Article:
MPP 051 – Review

Monthly Prize Puzzle – 051

August 2016

A Puzzle by Radler

This Radler puzzle was one of his more difficult, so many congratulations to our August winner Crucifer who can choose one of the Daily Telegraph Puzzle Books published by Hamlyn as their prize.

The completed grid will reveal a question and, with a little searching, its answer.   The question, found in the letters of the top row – WHODUNIT – was easy to find, the answer took a lot longer to be discovered.  If you haven’t found it yet, have a look at the grid at the end of the review.


9a           A vessel starting to show small cracks (3-6)
ONE-LINERS –  ONE (a) LINER (vessel) S (‘starting’ to show)

10a         Jerk evades justice producing Daisy’s bag (5)
UDDER – Daisy being one of the names one might give to a cow.  Remove the J (justice) from JUDDER (jerk)


11a         Overlooked wife wearing fleece, flip-flops, and no uniform (7)
DWARFED – W (wife) ‘wearing’ a reversal (flip-flops) of DEFRAUD (fleece) without the U (no Uniform)

12a         Outlining British Bobby’s brief: completion of enquiry … into this? (7)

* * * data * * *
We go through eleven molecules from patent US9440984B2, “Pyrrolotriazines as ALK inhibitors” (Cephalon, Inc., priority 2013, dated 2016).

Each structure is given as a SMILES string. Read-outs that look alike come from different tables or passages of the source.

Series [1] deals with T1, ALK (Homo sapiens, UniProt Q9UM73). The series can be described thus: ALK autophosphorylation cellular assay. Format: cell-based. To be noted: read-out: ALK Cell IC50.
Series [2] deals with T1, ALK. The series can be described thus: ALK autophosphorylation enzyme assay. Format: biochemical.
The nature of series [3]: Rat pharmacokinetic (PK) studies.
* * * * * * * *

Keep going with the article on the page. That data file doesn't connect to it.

ROBBERY –  Almost all of ROBERT (Bobby’s brief) ‘outlines’ or goes round B (British) the result followed with the ‘completion’ of enquiry

13a         Being relatively unsuccessful, managed by playing to audience (15)
UNDERPERFORMING – UNDER (managed by) PERFORMING (playing to audience)

16a/20a  Means excuse to get curtains (3,3)
THE END – double definition – the end justifies the means – or death (curtains)

18a         Faithful in congregation due out by Sabbath (7)  
DUTEOUS –  An anagram (in congregation) of DUE OUT followed by S, the abbreviation for Sabbath.

20a         See 16

21a         Tender derrière gets sun abroad (10,5)